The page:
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Karachi, I cant love you

I was born In Karachi. They call it the city of lights. The city which never sleeps. The city which stands tall in face of treachery and injustice

I was born In Karachi. They call it the city of lights. The city which never sleeps. The city which stands tall in face of treachery and injustice. The city which is immune to loud fireworks and unpredictable holidays.  The city which doesn’t dwell in misery.  Karachi is the first and last love of every single person who was born here. Perfect despite being adorned by imperfections.

I was also once one of those fearlessly immune people. The first time a mosque was blown up in this city, I cried like a baby.  I didn’t leave my house for two days , glued to the TV carrying visuals of people whose universe had collapsed in the blink of an eye. I was sad , dumbstruck , shocked , my heart crushed into pieces.  The third day , I went out for a drive. My city’s beloved seashore was crowded with people enjoying the little pleasure of life.  I smiled through my tears. Karachi had survived. It had risen from the depths of darkness.  I also decided to move on with my life.

The second and third time , it didn’t hurt so much.  Old wounds were healing and new wounds weren’t too deep. And soon enough it became a drill. People would lose lives every day in blasts , muggings , target killings , a breaking news would run , and Karachi would rise again.  People of my city including me started taking pride in Karachi’s resilience. Articles were written about this city’s infinite strength to rise unscathed from multiple disasters. Time Magazine called Karachi Pakistan’s Dark Heart. We fought and wrote the billions things we love about Karachi. A social media boost and cultured developed where people boasted about the lights not turning off , despite of the dark heart this city had.  And I became a part of this cult who claimed ,  Karachi we will not stop loving you.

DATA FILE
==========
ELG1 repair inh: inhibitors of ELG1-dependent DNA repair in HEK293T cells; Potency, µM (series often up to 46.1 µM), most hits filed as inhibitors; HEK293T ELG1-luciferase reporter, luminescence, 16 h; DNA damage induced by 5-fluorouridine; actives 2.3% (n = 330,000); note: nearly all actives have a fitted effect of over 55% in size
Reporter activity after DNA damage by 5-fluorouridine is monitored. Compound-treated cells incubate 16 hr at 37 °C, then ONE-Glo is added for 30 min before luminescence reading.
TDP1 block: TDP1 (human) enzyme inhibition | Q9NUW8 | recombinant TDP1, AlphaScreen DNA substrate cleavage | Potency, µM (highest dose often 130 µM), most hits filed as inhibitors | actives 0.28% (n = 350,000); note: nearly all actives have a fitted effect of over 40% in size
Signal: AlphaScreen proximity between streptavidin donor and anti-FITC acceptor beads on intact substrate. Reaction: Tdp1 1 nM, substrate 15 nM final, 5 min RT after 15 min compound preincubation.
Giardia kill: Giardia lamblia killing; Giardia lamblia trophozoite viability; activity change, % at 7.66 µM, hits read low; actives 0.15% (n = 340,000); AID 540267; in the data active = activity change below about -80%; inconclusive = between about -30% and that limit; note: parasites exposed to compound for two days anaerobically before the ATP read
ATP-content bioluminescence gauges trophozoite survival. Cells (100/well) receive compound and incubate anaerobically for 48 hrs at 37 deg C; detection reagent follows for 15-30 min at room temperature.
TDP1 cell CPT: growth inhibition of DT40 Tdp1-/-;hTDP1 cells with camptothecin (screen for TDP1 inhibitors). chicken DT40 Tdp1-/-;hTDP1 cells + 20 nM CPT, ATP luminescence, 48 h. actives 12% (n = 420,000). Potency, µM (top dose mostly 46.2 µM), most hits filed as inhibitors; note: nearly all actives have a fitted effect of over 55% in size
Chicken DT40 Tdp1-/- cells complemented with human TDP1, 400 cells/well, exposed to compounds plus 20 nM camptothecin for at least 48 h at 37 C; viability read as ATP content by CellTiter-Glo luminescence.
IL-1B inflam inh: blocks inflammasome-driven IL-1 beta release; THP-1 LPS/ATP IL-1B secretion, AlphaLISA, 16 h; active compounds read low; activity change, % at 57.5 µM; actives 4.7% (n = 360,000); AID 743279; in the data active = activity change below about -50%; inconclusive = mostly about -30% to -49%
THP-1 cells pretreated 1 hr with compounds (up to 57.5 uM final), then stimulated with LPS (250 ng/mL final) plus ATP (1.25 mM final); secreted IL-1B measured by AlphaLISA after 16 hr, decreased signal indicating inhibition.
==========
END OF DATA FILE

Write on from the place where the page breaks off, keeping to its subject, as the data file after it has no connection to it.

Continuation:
Until that one dark night.

It was a usual day for all of us. I was going for my doctor’s appointment with my son.  The car was vibrating with old Inshore music.  And we both were enjoying the fresh breeze from the windows. They came in a motorcycle and stopped us. Two average built men ,their faces covered with black clothes. They wanted our money. My heart was beating a million beats per minute. Sweat trickling down my face , all my eyes were on my young handsome son.  We quickly gave everything we had , not wanting to get into trouble. My son was trying to ask me to move aside in hushed gestures. They misinterpreted his actions , and in front of my own sinful eyes , a bullet hit his chest.  They ran away. My son was left in a pool of blood in my arms. He was shot. A young man who had not even started his life yet was ruthlessly murdered for committing no crime.

A few days later, I went on a drive. To the same seashore , which had once provided me with strength in distressing times. It was crowded with the same people , moving on with their life. As always , Karachi had moved on.  But how could they. My twenty year old son was killed. How could they forget this and move on. How could they still love Karachi after all the lives it had taken. In that one moment I hated all those people enjoying their lives. Would the dictionary define this as resilience or indifference. I felt let down. By the city of lights and its people.

Years have passed since my son’s death. I still can’t love Karachi. The lights remind me of my sons blood. The laughter reminds me of my sons youth. The street food reminds me of his love for eating , and the seashore reminds me of the last drive we had. Those articles seem mere words, and the brave people seem as insensitive herds. Karachi , I can’t love you , for you have killed my son.

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